The kids and I spent the day cleaning the yard, mowing, weeding, and preparing for planting this weekend. I began clearing the fence wall, mowed the whole 1.3 acres, edged my garden, trimmed small trees away from the larger ones, cut down a dying peach tree, wove my grape vine into the trellis a bit, planted a few more sun flowers, added to my compost piles, put some coffee grounds into the garden, dug holes for thirty tomato plants and significantly added color to my farmer's tan!

Ooh! And I discovered this:

Evie found some newly hatched spiders while I was mowing. We didn't want to mow over them, so we took a couple of jars and relocated them to the garden. They took up residence in the jar and were still there at dusk. Pretty little things! Tiny and orange. There had to be a hundred or more!

My back yard is looking really nice. I'd love to add some lasagna beds to the front yard and side of my house. I can only expand my back yard garden beds so much before I have to start chopping down trees. Unless it is a yucky old black walnut, I'm not doing that!

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Monday, April 11, 2011

First Harvest!

The best day of the year occurred in my garden on Sunday! My first harvest! I needed to thin out my lettuce a bit. I planted the rows pretty thickly and every variety needed pruning. My spinach is also big enough to be eaten. The benefit to me is a yummy baby spring green salad. I mixed the baby lettuce and the spinach with chopped kiwi, strawberries, mushrooms, and broccoli from the store and made a really delicious salad.

This begins two months of having fresh spinach and lettuce in my house!

My other row of potatoes is finally peeking through the ground and I found some more volunteer potatoes in a few spots in my garden. I'm going to move one of them because it is in a really inconvenient spot where I would like to plant other things.

I uncovered my tomatoes as Gardeninggurugoforth suggested, but the past two weeks have been busy and getting out there to care for them has not been easy and only two of the young plants made it - a Brandywine and a Grandpa Charlie. Disappointing, but next year, I will use his radiant heat method with bottles of water. I did notice that the Grandpa Charlie Tomato has sprouted some roots along its stem near the bottom and seems really healthy.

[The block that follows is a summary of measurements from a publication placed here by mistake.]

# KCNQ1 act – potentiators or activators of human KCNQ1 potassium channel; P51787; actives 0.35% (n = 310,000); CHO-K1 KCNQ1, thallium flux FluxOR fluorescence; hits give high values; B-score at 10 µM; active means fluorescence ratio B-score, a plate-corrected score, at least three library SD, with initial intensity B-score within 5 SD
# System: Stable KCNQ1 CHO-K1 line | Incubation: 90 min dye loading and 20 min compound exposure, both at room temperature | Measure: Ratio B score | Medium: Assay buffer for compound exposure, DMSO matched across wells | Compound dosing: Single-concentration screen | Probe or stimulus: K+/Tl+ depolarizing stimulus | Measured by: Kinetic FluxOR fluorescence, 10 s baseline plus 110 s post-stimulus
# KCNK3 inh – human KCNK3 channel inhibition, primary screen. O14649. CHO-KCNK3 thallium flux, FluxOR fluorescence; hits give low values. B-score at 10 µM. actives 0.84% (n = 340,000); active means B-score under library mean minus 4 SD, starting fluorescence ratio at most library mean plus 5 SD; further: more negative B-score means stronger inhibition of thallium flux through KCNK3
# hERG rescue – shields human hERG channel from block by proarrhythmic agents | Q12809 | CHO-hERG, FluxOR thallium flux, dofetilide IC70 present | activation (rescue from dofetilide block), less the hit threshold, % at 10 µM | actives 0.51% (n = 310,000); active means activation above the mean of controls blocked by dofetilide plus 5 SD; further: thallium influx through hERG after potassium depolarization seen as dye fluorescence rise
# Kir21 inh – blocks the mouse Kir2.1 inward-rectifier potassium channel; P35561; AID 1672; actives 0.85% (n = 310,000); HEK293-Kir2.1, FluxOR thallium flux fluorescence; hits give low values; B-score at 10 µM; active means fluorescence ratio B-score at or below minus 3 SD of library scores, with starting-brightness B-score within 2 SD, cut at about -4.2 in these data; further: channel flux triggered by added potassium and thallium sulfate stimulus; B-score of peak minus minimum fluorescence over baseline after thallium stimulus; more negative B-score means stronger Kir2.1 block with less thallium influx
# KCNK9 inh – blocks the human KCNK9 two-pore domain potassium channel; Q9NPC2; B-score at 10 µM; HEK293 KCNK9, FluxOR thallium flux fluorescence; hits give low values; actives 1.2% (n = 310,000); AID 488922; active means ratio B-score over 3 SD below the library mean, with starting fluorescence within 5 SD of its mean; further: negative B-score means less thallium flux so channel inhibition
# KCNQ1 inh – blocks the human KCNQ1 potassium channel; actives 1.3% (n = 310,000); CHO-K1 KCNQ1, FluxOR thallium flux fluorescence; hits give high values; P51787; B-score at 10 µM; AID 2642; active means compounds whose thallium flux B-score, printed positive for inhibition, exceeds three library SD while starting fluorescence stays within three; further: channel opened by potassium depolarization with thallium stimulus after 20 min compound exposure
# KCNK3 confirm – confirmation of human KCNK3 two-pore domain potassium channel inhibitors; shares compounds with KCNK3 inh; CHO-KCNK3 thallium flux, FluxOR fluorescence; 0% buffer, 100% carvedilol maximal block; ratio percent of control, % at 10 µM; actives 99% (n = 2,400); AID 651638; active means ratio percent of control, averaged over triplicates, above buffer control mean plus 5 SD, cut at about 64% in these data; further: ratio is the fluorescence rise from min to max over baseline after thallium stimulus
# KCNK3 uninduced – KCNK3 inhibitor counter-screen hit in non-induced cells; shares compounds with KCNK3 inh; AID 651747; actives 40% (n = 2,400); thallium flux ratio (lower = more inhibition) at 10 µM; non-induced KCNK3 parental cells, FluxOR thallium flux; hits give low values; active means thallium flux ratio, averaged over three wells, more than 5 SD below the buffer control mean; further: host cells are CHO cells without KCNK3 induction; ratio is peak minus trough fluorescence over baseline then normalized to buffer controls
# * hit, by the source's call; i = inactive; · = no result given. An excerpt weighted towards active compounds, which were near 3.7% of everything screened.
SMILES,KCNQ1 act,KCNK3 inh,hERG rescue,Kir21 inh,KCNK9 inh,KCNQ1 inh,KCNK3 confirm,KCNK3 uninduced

Spring fever is always so hard! I want so badly to have that first tomato sandwich, but I can honestly say that I'm not sure putting the tomatoes out early does a whole lot of good! My plants inside have done really well. I've been slowly hardening them off outdoors and moving them back indoors in cooler weather. I have a lot really great plants now from it! I may find out, though, when green houses start their tomatoes, because all the store bought tomatoes are a bit larger than mine. This occurred last year as well. I bought a few larger tomato plants from a local greenhouse last year, but in the end, my plants got just as huge, and the tomatoes just as delicious as the greenhouse tomato plants. I'm not sure what the difference is in the way I raise my plants. However, I did lose a few more of my tomato babies, than my greenhouse babies last year. I think because of the size of the plants. How do I get my plants to be bigger and stronger? Are my plants smaller and weaker because my house is warmer than a greenhouse would be? Do they start them earlier? Do they repot to make for stronger root systems? Hmm... I really need to find someone willing to teach me their secrets. Maybe a weekend volunteer job at a greenhouse is in order next winter? It might help my seasonal depression to spend my Saturday mornings tending to plants in a great big greenhouse. Maybe I should go stand by someone's greenhouse and hold up a sign that says, "will work for spring plants" on it! Maybe I should ask my family for a combined Mother's day, Christmas, Birthday gift of my own good sized green house in my back yard.

Next weekend, (April 15-17) I will put out all the rest of my tomato plants get some pepper plants from the local farmer's market and many of my seeds both in my flower garden and in my vegetable garden:
Straight Eight Cucumbers
Black Diamond Watermelon
Blue Flax
Early Prolific Straight Neck Squash
Black Beauty Zucchini
Grey Zucchini
Cocozelle Summer Squash
Burelle's Jumbo Melon
Dixie Queen Watermelon
Moon and Stars Watermelon